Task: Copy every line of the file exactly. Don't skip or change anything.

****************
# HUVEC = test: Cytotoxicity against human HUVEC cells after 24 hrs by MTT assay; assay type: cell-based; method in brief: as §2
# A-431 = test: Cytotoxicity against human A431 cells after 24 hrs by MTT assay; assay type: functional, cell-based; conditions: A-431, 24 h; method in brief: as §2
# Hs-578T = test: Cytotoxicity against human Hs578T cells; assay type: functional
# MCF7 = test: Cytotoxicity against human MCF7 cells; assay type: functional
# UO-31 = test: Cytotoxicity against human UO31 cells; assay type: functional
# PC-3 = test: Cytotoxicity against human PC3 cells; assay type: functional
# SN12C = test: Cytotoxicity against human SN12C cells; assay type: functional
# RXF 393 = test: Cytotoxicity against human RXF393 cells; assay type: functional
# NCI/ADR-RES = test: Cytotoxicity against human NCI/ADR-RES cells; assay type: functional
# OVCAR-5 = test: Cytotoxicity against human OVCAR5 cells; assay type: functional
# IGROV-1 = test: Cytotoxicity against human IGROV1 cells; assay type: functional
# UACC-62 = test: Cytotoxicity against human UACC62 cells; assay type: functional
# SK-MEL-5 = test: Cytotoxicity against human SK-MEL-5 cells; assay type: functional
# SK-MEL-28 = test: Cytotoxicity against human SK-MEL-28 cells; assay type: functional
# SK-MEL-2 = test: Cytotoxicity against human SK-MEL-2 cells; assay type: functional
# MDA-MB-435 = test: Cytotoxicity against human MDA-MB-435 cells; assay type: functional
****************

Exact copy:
# HUVEC = test: Cytotoxicity against human HUVEC cells after 24 hrs by MTT assay; assay type: cell-based; method in brief: as §2
# A-431 = test: Cytotoxicity against human A431 cells after 24 hrs by MTT assay; assay type: functional, cell-based; conditions: A-431, 24 h; method in brief: as §2
# Hs-578T = test: Cytotoxicity against human Hs578T cells; assay type: functional
# MCF7 = test: Cytotoxicity against human MCF7 cells; assay type: functional
# UO-31 = test: Cytotoxicity against human UO31 cells; assay type: functional
# PC-3 = test: Cytotoxicity against human PC3 cells; assay type: functional
# SN12C = test: Cytotoxicity against human SN12C cells; assay type: functional
# RXF 393 = test: Cytotoxicity against human RXF393 cells; assay type: functional
# NCI/ADR-RES = test: Cytotoxicity against human NCI/ADR-RES cells; assay type: functional
# OVCAR-5 = test: Cytotoxicity against human OVCAR5 cells; assay type: functional
# IGROV-1 = test: Cytotoxicity against human IGROV1 cells; assay type: functional
# UACC-62 = test: Cytotoxicity against human UACC62 cells; assay type: functional
# SK-MEL-5 = test: Cytotoxicity against human SK-MEL-5 cells; assay type: functional
# SK-MEL-28 = test: Cytotoxicity against human SK-MEL-28 cells; assay type: functional
# SK-MEL-2 = test: Cytotoxicity against human SK-MEL-2 cells; assay type: functional
# MDA-MB-435 = test: Cytotoxicity against human MDA-MB-435 cells; assay type: functional